Don’t worry about the anteroom being too utilitarian. You can wow guests with dramatic geometric flooring, as we did here at our Willowick project. This pattern continues through to the main hall, connecting the outdoors to the intimate spaces within. 

A hidden butler's pantry that separates the prep space between the main kitchen.

This isolated space separates meal prep, caterers, and wine opening from the main entertaining areas of the home.

An open concept living space that incorporates two islands, separating prep from eating.

The appeal of an open concept doesn’t have to threaten a home’s wellbeing. Dual islands separate food preparation from casual eat-in areas in this expansive and airy first floor.

3.) Home Offices Will be a Must-Have

The famous designer duo, Charles and Ray Eames, are well-known for their iconic interpretations of the lounge chair. They are also recognized for their practical designs that emphasized necessity. “We don’t do ‘art.’ We solve problems,” asserted Charles, who felt that a good designer was like a good host, anticipating the needs of his guests.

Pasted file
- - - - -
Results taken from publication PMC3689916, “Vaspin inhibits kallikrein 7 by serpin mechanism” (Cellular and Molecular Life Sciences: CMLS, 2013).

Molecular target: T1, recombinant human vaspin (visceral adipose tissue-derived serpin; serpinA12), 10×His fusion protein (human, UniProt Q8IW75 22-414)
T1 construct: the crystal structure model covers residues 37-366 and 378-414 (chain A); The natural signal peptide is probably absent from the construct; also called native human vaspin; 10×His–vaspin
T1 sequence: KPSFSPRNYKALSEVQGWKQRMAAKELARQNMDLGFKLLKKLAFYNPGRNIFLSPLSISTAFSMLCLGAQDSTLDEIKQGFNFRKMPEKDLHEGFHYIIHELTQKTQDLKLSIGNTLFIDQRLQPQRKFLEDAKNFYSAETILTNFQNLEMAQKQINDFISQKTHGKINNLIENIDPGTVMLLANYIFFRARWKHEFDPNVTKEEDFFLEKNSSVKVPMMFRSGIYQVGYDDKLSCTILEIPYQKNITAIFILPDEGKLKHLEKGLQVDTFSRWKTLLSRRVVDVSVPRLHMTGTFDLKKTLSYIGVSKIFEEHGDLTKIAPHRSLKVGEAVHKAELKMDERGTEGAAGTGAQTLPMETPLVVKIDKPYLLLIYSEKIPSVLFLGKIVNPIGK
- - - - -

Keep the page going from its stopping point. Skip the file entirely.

After Coronavirus, good design will solve one of the biggest problems during lockdown: how do we work? And more than that, how do multiple people in a home work concurrently and independently?

Having dedicated work space or home office is essential to keep focus. For those of us who tried to make dining room conference calls work, we quickly realized that they didn’t. Distractions abound in the modern household. Avoiding them is key to keeping the focus work-related.